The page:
Well, I completely and utterly failed at blogging every day in October didn’t I? I must admit, once I’d missed a couple of days I did think about just slinking away until it was November and then reappearing as if I hadn’t been away. But that’s not my style, and I have read some great books so have a couple of great Recent Reads posts to write.
The one thing I have been completely remiss in is not blogging about my visit to the Magical Books exhibition at the Bodleian Library, so that’s what I shall do now. Sadly it’s finished now so I can’t encourage everyone to go, but I can instead recommend everyone keeps their eye on what’s coming up exhibition wise, I’m sure they’ll all be equally worth the visit.
I first heard about the Magical Books exhibition on a email discussion group and thought it sounded brilliant. This was the description:
The Bodleian’s exhibition takes as its theme the work of some of the foremost modern exponents of children’s fantasy literature, members of the group of writers informally known as the ‘Oxford School’: C.S. Lewis, J.R.R. Tolkien, Susan Cooper, Alan Garner and Philip Pullman. From its unique holdings of these authors’ papers, the Library will display a selection of Tolkien’s original artwork for The Hobbit and The Lord of the Rings; C.S. Lewis’s ‘Lefay notebook’ and his map of Narnia, and manuscripts of novels and poems by Alan Garner, Philip Pullman and Susan Cooper. Also featured in the exhibition will be some of the books and manuscripts that contain the myths, legends, and magical practices on which these Oxford-educated authors freely drew for inspiration. This historic material is housed in the Bodleian where the Library scenes in the Harry Potter films were shot.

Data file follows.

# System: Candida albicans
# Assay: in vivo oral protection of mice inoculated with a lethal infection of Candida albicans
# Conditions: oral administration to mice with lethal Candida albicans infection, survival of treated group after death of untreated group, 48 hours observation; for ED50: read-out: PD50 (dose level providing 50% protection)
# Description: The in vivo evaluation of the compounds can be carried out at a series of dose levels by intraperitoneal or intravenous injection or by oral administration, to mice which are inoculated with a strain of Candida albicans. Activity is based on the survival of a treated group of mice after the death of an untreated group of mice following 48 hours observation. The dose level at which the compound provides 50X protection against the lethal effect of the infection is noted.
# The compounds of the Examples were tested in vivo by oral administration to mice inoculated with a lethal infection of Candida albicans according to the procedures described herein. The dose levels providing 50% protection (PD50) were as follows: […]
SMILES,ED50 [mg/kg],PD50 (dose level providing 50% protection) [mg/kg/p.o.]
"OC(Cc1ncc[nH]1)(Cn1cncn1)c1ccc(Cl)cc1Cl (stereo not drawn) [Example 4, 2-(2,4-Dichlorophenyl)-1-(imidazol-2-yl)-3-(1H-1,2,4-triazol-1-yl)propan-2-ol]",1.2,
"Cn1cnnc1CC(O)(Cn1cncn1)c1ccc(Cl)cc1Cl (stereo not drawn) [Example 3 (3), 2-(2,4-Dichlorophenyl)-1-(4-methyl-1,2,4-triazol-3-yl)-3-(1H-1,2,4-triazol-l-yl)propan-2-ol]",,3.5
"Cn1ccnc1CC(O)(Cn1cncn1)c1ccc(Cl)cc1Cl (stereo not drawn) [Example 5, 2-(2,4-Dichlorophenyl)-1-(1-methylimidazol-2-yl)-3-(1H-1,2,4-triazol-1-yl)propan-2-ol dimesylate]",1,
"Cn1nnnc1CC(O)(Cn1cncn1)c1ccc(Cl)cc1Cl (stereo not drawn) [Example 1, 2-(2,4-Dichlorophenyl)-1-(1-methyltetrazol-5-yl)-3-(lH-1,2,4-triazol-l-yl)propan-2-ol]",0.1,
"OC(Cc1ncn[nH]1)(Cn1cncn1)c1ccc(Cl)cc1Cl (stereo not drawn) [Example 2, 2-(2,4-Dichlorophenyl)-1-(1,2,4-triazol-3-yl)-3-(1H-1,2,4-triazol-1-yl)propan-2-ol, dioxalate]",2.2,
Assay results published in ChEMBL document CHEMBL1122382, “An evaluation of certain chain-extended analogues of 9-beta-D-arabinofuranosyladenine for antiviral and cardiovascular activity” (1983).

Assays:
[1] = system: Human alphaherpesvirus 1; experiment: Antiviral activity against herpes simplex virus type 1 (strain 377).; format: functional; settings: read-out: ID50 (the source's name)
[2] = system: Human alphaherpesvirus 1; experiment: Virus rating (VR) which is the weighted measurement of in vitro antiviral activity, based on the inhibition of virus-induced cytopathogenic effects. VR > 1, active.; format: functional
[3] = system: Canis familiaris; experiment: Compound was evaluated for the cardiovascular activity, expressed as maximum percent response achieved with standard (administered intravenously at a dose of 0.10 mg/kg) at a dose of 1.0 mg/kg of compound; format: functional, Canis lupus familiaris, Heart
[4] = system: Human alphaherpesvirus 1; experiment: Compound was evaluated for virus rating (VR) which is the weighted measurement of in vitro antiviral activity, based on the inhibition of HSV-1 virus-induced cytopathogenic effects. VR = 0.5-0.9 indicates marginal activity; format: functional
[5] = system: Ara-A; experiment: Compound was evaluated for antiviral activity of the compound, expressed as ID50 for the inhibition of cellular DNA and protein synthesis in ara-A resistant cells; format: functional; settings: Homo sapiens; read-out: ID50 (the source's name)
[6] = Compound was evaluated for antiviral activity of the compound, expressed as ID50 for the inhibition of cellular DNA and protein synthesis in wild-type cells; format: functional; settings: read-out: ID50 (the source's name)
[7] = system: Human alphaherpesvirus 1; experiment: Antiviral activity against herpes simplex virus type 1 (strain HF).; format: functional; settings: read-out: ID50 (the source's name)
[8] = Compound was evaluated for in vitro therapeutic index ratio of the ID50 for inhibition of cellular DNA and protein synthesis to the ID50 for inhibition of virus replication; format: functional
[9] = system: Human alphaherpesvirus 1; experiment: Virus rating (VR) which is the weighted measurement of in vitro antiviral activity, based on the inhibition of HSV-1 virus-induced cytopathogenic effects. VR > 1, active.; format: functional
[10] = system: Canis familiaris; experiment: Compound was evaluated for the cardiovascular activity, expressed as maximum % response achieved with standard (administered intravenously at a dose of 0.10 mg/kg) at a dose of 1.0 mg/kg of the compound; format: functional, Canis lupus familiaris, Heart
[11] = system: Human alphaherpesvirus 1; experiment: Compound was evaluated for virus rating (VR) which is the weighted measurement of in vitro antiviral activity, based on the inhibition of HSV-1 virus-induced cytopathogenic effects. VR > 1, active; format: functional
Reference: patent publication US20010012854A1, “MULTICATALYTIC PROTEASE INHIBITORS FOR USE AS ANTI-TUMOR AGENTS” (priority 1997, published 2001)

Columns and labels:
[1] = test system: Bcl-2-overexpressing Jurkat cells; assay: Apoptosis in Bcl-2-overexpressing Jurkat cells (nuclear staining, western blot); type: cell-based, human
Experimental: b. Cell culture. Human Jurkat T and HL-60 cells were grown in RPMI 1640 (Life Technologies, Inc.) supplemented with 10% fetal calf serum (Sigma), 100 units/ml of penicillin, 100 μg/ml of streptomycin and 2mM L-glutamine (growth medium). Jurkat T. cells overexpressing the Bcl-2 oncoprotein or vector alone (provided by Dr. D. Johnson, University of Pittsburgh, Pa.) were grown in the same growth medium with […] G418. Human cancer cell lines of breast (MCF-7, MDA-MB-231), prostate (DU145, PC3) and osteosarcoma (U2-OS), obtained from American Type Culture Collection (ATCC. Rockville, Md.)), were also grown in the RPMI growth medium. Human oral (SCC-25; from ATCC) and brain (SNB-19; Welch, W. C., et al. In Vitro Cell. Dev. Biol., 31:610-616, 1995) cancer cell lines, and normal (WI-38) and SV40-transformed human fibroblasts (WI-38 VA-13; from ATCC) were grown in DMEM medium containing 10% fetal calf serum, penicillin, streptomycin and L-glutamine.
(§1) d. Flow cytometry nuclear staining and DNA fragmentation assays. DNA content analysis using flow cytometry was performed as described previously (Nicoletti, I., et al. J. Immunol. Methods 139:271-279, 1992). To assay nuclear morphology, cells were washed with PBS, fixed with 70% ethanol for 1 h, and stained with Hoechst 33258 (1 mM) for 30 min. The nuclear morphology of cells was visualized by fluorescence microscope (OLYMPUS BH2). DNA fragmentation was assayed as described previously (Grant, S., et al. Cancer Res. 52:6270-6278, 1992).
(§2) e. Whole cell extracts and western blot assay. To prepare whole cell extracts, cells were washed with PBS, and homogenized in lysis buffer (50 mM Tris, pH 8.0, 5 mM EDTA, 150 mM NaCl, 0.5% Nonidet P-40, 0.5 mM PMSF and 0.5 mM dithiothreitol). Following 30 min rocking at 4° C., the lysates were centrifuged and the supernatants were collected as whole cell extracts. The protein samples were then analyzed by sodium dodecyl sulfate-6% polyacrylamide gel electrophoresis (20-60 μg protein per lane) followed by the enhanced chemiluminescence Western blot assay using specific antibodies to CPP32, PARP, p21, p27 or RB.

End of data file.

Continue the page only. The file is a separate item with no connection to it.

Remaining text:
I visited last Sunday along with lovely friends Emma, Liz and Mark. After a wonderful lunch at Bill’s (their gluten free menu offering probably justifies a blog post of it’s own) we found the Bodleian and went in.
Being perfectly honest when we first walked into the exhibition my heart sank. The room it was in was far smaller than I’d imagined, we’d all travelled a long way for it – were we going to be leaving disappointed? After a quick glance around the room I spotted the display cases were numbered, I located number 1 and walked over.
Display case number 1 absolutely, completely made the journey worth it. Amongst the various documents it contained there were two pages Tolkien had created for The Book of Mazarbul – written, coloured and then burnt with his own pipe. Standing there looking at this piece of creative process, thinking of the man who had committed so entirely to his works, I couldn’t have felt more inspired. A couple of cases later came the maps, hand drawn maps of Middle Earth, Narnia and Lyra’s Oxford. I’ve always had a thing for maps in books, I think it was probably this map
found in the front of the Milly-Molly-Mandy books I adored as a young child that established this love affair.
The rest of the exhibition was equally wonderful, we learnt that Alan Garner has the most beautiful handwriting, that without Beatrix Potter we may not have had C.S. Lewis, and got to look at all manner of beautiful illustrations that ranged from the since to the comparably recent.
Since visiting the exhibition I’ve found my thoughts returning to it frequently. They have produced a lovely looking book which I shall definitely be adding to my bookshelves at some point in the future, I will only be able to look at photos of the wonderful pieces we saw but that will be enough to remind me of the inspiration the visit gave me.